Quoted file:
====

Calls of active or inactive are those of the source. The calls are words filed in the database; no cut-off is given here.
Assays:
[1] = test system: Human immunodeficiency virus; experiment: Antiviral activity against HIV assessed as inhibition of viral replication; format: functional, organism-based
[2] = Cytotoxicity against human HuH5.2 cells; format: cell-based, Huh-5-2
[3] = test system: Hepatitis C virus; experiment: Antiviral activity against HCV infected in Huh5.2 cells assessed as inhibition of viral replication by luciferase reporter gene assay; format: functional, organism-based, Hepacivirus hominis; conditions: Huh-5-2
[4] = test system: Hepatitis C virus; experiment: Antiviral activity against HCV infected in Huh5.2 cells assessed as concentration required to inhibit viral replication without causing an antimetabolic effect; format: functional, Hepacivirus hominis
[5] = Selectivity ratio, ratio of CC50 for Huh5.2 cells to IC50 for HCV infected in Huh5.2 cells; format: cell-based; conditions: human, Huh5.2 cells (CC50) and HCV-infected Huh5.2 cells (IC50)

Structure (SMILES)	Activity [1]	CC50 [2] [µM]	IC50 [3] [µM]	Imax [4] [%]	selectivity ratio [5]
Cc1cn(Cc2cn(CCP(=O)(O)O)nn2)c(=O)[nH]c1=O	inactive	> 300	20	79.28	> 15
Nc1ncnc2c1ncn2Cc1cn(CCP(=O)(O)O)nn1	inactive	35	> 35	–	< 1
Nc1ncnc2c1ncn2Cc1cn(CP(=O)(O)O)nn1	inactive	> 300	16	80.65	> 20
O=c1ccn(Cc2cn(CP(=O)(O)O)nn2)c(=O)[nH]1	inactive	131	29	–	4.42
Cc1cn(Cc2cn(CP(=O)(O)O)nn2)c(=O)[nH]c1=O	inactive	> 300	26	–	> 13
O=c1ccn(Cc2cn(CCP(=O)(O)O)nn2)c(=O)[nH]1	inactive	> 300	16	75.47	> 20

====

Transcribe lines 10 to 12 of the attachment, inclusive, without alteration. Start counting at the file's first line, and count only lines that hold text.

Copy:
Nc1ncnc2c1ncn2Cc1cn(CCP(=O)(O)O)nn1	inactive	35	> 35	–	< 1
Nc1ncnc2c1ncn2Cc1cn(CP(=O)(O)O)nn1	inactive	> 300	16	80.65	> 20
O=c1ccn(Cc2cn(CP(=O)(O)O)nn2)c(=O)[nH]1	inactive	131	29	–	4.42